Old Trees in The Netherlands and Western Europe
The Netherlands 6
Poplars and Beeches
On a peninsula in the river IJssel near Zutphen this majestic Black-Italian Poplar (Populus x canadensis 'serotina') stands. It is one of those large old poplars wich have been left growing along the river-banks. Elswere most poplars are cut before they are 40 years old, their value is only economic, but here they are forgotten and left standing to grow big and old. While they grow faster than any other tree in our climate, they become in a century as big as other deciduous trees in two or three. This one is about 100 years old , stands 30 m (100 feet) tall with a girth of 6,5 m (21½ feet). The biggest I know in Holland is 33 m (110 feet) tall with a 7,5 m (near 25 feet) girth, also not far from Zutphen.
This is an original Black Poplar , ( Populus nigra ), near a nice little village called Voorst, near Zutphen as well. The original species has disapeared nearly totally from Holland for two reasons: the original riverine forests where it grew were all cut in former centuries and for commercial wood-production the Canada hybrids were prefered, because of their faster and straighter growth. This individual (circumference 5 m.) must be about 100 years old.
A very beautiful Oak and some nice Lime-trees in the IJssel rivervalley north of Zutphen.
Two great beeches
Not far from Zutphen is the vilage of Brummen. Here lies the Estate called "De Engelenburg", meaning "The Castle of Angels", wich now is a mere hotel-restaurent with golf-course. Near the gate this big Purple Beech is looming, once more one of the realy heavy Beeches of the country. The Park has some more nice trees to offer: a Sequoia , a London Plane and a big Taxus stand out.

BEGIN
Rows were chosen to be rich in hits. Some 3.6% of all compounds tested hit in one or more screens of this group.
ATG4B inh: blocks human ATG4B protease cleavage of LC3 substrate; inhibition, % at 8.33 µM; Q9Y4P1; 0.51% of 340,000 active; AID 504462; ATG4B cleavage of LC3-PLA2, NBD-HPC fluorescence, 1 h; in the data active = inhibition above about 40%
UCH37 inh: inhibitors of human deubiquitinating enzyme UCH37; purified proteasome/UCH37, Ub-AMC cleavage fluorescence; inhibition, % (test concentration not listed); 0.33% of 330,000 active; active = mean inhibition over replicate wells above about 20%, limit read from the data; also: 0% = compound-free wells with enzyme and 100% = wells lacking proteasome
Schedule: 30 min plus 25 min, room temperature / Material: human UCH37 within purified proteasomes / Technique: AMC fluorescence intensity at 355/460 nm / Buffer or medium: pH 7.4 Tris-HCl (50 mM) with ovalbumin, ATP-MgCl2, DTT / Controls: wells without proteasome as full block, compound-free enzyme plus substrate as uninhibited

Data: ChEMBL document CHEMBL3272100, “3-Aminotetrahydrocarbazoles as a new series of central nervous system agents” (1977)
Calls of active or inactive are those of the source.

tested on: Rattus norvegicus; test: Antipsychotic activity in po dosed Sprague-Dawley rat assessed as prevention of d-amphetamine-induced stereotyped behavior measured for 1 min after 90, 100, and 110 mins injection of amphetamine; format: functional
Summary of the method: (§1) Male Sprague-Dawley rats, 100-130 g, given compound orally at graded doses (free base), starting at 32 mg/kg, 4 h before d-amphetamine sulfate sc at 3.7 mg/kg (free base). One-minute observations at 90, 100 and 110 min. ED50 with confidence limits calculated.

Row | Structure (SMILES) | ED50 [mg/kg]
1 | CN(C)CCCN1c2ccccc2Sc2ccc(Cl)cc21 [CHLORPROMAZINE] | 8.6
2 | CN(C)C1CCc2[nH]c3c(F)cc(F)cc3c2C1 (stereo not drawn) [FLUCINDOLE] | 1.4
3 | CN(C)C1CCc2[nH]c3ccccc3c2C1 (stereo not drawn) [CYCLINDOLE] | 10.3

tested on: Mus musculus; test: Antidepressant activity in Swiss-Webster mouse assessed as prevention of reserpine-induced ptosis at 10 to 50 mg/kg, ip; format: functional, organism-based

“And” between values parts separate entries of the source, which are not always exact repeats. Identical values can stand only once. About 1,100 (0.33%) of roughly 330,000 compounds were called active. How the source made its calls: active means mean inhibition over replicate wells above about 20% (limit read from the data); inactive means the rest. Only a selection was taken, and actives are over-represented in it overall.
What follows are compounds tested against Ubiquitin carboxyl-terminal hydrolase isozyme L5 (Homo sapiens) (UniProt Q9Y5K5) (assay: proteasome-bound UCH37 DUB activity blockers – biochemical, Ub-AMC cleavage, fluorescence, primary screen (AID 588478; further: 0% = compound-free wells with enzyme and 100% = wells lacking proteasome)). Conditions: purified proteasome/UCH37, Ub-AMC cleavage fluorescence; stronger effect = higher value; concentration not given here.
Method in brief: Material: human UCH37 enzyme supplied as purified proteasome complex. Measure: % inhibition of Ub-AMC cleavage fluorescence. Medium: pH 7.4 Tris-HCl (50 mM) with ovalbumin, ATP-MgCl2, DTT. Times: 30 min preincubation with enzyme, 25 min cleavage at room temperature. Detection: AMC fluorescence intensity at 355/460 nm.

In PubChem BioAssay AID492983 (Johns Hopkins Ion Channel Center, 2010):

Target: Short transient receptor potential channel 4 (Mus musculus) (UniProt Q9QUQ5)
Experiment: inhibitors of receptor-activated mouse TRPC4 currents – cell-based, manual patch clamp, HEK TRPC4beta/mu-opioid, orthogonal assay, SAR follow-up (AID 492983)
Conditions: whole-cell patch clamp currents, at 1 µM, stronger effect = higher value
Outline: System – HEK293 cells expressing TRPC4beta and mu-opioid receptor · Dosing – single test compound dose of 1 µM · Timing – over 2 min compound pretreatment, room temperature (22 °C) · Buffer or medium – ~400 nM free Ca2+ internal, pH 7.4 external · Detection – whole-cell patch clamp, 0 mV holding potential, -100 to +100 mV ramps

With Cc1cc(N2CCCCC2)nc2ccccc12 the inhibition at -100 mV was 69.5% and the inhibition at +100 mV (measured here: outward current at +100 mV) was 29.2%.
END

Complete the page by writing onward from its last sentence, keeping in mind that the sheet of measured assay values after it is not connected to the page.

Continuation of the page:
The beech has few days left: the crown is getting thinner each year. The owner writes on a table it is 350 years old, but this is at least a century to much, for sure. Height: 30 m ( 100 feet), girth: 6,9 m (22' 8" ).
Along the river IJssel, south of Zutphen, lies the nice medieval town of Doesburg, its tremendous tower showing miles away . On the old cemetery stands this big Purple Beach wich shows very well it was grafted on a rootstock. Grafting is often done with special tree-varieties, of wich it is difficult to obtain pure seed. The rootstock is most often of the original wild ancestral type, in this case the common green beech. Here the rootstock has grown a lot faster than the graft: below the fusion the trunk has a girth of 7,9 m ( 26 feet ), above it of only 5,3 m ( 17 ½ feet ). In girth this is at the moment the champion of all Dutch beeches. The tree has probably been planted around 1775, so is now about 225 years old. Alas its top is dying off the last few years.
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